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When I first moved into the house, internal finishing work on the ground floor was just beginning. There were painters, plumbers, plasterers, electricians and many many more, still working on the site. My Mother and I moved into the second floor, which we had cut off from the ground floor by putting in a door at the top of the stairs. It was a purely illusionary gesture as the entrance hallway downstairs was of double height and opened onto the second floor. Anyone could have climbed up and been on the same floor as us. But it was tacitly, and silently agreed that that area was off limits as it was occupied by two women. And a small dog. Poochy the Yorkshire terrier.
Every morning I used to open the door on the stairs so that the workers could have access to the roof which was still being finished. We had moved in prematurely as we could not keep the big dogs in the apartment any longer, they were getting totally out of hand and had absolutely demolished the apartment. But moving in then, gave me the chance to watch, and in some instances, supervise the finishing work done on the ground floor.I got into the habit of walking through the ground floor while the workers were there, asking them about things they were doing and why, and in the process learned a great deal about what they did.
One morning, following my routine, I was going down the stairs to the floor below, when Poochy wanted to come with me. He was a really small dog, and the workers had a lot of really dangerous, heavy tools, and as per our culture, did not take very kindly to dogs, half in fear, from the big dogs, and half in disgust of being touched by their impure noses. So when Poochy spun around himself several times in excitement and yipped up a storm, conveying his appreciation that he is coming downstairs with me, I had to nip it in the bud, turned on him and very firmly said ‘No. Up’ pointing towards the floor above. Excitement gone, ears and head drooping, a scorching look of reproach at the inhumane torture I was putting him through, he reluctantly turned round and before starting back up, looked hopefully at me, in case I changed my mind. I didn’t, pointed up the stairs and said ‘Go. Now’. With a great deal of dignity he walked up the stairs and disappeared into the livingroom.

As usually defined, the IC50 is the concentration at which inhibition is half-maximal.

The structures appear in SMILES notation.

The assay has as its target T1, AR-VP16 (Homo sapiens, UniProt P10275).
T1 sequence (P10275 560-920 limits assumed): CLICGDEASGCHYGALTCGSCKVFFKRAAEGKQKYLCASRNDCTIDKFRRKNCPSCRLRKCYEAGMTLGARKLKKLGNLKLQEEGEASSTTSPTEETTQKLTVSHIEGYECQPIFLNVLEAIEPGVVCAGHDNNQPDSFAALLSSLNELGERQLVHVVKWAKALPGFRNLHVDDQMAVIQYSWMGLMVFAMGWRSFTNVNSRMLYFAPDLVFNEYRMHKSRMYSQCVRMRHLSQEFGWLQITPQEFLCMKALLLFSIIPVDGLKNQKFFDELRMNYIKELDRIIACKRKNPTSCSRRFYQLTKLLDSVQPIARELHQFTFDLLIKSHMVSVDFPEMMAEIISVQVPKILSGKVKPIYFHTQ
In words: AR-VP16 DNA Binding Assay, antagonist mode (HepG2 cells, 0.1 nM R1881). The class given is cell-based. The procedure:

There were a couple of workers standing a few steps below me whom I had not noticed previously, walking down I nodded and said good morning, which they returned. I continued on my way and they were nearly at the roof when I heard one of them say:”Did you see that? Even the dog understands English! Damn our luck!” كتنا نيله في حظنا الهباب

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